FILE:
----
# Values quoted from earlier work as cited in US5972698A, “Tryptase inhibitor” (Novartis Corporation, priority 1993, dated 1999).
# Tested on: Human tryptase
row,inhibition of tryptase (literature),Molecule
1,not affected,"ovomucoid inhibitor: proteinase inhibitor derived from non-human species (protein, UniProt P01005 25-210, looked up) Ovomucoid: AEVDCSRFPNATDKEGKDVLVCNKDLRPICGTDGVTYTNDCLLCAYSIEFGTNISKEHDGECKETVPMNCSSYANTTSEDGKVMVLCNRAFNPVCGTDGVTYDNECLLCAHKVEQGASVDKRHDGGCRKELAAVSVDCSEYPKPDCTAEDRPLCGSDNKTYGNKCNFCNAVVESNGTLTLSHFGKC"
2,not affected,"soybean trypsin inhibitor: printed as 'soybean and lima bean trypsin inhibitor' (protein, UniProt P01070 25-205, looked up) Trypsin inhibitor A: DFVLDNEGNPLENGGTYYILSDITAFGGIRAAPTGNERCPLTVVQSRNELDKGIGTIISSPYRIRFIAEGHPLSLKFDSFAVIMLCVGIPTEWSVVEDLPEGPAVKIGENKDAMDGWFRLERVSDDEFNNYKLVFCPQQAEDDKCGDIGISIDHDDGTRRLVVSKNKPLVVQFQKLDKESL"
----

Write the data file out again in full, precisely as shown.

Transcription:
# Values quoted from earlier work as cited in US5972698A, “Tryptase inhibitor” (Novartis Corporation, priority 1993, dated 1999).
# Tested on: Human tryptase
row,inhibition of tryptase (literature),Molecule
1,not affected,"ovomucoid inhibitor: proteinase inhibitor derived from non-human species (protein, UniProt P01005 25-210, looked up) Ovomucoid: AEVDCSRFPNATDKEGKDVLVCNKDLRPICGTDGVTYTNDCLLCAYSIEFGTNISKEHDGECKETVPMNCSSYANTTSEDGKVMVLCNRAFNPVCGTDGVTYDNECLLCAHKVEQGASVDKRHDGGCRKELAAVSVDCSEYPKPDCTAEDRPLCGSDNKTYGNKCNFCNAVVESNGTLTLSHFGKC"
2,not affected,"soybean trypsin inhibitor: printed as 'soybean and lima bean trypsin inhibitor' (protein, UniProt P01070 25-205, looked up) Trypsin inhibitor A: DFVLDNEGNPLENGGTYYILSDITAFGGIRAAPTGNERCPLTVVQSRNELDKGIGTIISSPYRIRFIAEGHPLSLKFDSFAVIMLCVGIPTEWSVVEDLPEGPAVKIGENKDAMDGWFRLERVSDDEFNNYKLVFCPQQAEDDKCGDIGISIDHDDGTRRLVVSKNKPLVVQFQKLDKESL"